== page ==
Uncanny craft of manufacturing myths for history

Uncanny craft of manufacturing myths for history

If history is defined as only a record of the past, it is only half truth. History has much to do with the present as well, for it is a continuous interaction between the past and the present.

As only a fraction of what has happened in the past is recorded as history, the very discipline is selective in its presentation. History, therefore, depends on the individual perspective of those who invoke the past to reconstruct it. It is but natural that what we value most in the present, we tend to search in history.

While the past is constant, the process of its reconstruction vastly varies. The multiplicity of recording the past provides scope to contest. A healthy contest in the writing of history is essential for a better understanding.

But on the flip side, more often than naught, it also results in inducting, at times, parochial and divisive view of the past. Instances galore when interpretations that border on myths and legends are inducted into the writing of the past to give credence to vested agendas.

The art and science of creating myths to be passed on as history is as old as history writing itself. There were times when the dividing line between history and myth was blurred, or was non-existent.

The need to present history on scientific lines based on reliable sources was felt only from the 19th century. It was not until Leopold Von Ranke (1795-1886), noted German historian, that the foundations for such source-based scientific history were truly laid. In the absence of a systematic Rankian approach, there is the danger of myths and legends creeping into history.

The palegars, who dominated the political scene as powerful chieftains in South India after the decline of the Vijayanagar empire, for example, had the practice of getting their family history, popularly known as pravara, written. In most of these pravaras, the narration of the origins of the ‘palem’, the source of wealth – used to build the new town and the fortifications etc. – are explained.

They narrate how the founder, while on hunt, saw his hounds chased by the hare and the place thus was chosen for the new town as “it would breed a martial and valiant race”. The story of the hare chasing the hounds and the sudden discovery of the treasure trove are found in pravaras of every palegar of the 16th and 17th centuries.

Needless to state, the story is only a replication of what is famously told of Harihara and Bukka, the founders of the city of Vijayanagar, in choosing the site where their hunting dogs were chased by the hare. The story of the ‘hare hunting hounds’ and ‘finding treasure troves’ give credibility to the palegar in the eyes of his subjects.

Myths have myriad forms. They are also intelligently planted to absolve the misdeeds of powers of the past. The British imperial school of historians for example, to justify the nature of the British rule in India, popularised several make-believe myths. One such relates to battle of Plassey and the conquest of Bengal in 1757.

Siraj-ud-doulah, the Nawab of Bengal, was a sworn enemy of the British and wanted to cancel trade privileges. He wanted to expel them from his kingdom. The British were not willing to lose lucrative trading facilities and decided to crush him.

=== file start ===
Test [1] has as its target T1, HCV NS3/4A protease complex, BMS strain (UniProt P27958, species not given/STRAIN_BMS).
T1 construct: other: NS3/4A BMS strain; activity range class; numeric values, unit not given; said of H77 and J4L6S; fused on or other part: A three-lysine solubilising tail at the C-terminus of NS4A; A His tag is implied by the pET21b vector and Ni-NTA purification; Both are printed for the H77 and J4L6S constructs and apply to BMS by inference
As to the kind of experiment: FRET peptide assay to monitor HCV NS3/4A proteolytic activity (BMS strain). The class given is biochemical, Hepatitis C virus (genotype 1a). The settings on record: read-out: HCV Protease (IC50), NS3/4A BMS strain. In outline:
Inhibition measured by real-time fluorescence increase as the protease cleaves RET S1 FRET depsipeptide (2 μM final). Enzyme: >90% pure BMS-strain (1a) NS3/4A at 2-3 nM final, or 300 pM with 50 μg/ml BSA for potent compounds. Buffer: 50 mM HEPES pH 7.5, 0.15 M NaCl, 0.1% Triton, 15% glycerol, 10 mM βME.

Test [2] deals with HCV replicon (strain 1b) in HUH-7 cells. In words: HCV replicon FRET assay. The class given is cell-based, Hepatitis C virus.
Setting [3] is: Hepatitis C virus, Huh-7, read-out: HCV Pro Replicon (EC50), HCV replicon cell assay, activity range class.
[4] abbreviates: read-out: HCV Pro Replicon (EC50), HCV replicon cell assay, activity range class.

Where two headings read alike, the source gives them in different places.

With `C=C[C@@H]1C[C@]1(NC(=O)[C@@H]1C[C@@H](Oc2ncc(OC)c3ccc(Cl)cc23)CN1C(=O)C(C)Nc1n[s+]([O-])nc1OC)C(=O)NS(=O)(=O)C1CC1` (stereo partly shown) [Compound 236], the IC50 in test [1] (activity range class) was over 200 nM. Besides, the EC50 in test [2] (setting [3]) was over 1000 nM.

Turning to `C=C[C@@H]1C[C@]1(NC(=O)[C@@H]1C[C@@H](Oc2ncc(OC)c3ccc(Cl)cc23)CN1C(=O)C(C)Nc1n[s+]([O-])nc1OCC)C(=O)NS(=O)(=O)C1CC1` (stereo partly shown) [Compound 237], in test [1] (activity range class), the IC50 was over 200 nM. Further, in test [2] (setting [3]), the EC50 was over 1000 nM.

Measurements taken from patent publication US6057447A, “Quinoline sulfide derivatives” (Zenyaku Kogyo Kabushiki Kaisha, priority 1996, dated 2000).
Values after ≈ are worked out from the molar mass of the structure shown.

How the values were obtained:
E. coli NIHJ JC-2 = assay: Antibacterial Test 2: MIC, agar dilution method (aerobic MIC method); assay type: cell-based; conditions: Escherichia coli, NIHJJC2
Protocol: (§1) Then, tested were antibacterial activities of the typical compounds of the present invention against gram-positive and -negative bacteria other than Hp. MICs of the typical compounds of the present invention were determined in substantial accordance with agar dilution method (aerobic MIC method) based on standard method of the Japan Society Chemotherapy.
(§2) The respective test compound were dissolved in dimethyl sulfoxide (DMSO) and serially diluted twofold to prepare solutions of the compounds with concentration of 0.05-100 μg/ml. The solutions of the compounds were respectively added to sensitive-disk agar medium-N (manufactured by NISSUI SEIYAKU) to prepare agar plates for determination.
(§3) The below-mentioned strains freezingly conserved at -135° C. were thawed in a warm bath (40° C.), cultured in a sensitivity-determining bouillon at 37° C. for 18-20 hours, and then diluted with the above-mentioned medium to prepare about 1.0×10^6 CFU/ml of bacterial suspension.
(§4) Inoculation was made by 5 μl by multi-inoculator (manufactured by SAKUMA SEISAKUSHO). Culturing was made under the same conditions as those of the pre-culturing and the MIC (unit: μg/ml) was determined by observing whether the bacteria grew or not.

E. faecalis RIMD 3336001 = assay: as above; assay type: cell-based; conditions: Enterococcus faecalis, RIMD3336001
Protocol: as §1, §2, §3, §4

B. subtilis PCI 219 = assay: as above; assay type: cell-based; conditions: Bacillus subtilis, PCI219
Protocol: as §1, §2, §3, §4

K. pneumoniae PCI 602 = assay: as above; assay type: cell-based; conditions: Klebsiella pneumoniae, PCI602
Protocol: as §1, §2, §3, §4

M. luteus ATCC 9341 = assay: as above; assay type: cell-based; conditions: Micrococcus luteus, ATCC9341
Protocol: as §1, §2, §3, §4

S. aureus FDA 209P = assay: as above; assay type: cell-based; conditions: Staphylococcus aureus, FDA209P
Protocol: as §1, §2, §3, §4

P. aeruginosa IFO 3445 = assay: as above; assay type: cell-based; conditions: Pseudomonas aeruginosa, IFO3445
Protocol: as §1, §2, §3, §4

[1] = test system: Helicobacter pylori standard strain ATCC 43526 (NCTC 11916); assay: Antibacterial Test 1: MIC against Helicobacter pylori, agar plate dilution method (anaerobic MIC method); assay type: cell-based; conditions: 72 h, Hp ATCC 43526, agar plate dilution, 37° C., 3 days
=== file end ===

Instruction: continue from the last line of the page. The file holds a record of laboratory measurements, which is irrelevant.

They sent Robert Clive and Admiral Watson from Madras, who with their armies, waged battle of Plassey in which Siraj was killed and Bengal was occupied in connivance with an insider, Mir Zafar.

Difficult to believe

However, the reason to declare war on Siraj as per the British historians, was the ‘tragedy’ of Black Hole of Calcutta. Siraj, they said, after attacking Fort William, captured British civilians numbering 143 and dumped them all in a small cell measuring 18’’X 18” on a sultry June night, suffocating them to death.

When news of this “ghastly” act of the Nawab reached the Company administration, it decided to “teach a lesson to Siraj”.

The entire episode of “black hole tragedy” was later proved to be a concocted story, a product of fertile imagination planted by vested interests to find an alibi for unjustly dismembering Siraj-ud-doulah. Dumping 143 people into such a small cell, on the very face of it, is next to impossible.

Similarly, the British apologists wrote that the Revolt of 1857 was largely due to the belief Indians held that the railways, when introduced, were seen as ‘monsters which ate coal, drank water and emitted smoke’ and were designed to pollute countryside.
Such stories were intentionally planted to cover up serious acts of commission and omission on the part of the Company administration. In the absence of systematic scrutiny and evaluation, such myths will  don the garb of history.

As we know, the past leaves behind several sources like inscriptions, documents, coins, edifices and an array of artefacts and also a number of myths. The historian has to challenge the myths, making use of the sources to produce analysis.

The sum total of such analysis forms the body of knowledge that we call as history. Therefore, myths are antithesis to the discipline of history.

Recent public discourses even in responsible quarters, with a view to project a sectarian line of national history asserting that ancient Indians were conversant with aspects of modern science such as plastic surgery, aeronautics, the use of drones etc., appear to cause more harm than anything.

In the absence of needed corroborative evidences, such claims only appear as attempts to inject fresh myths into the already myth-infested history. However, history is anything but myth and the purpose of history should be to deconstruct such myths.

(The writer is retired Professor of History, University of Hyderabad, Hyderabad)

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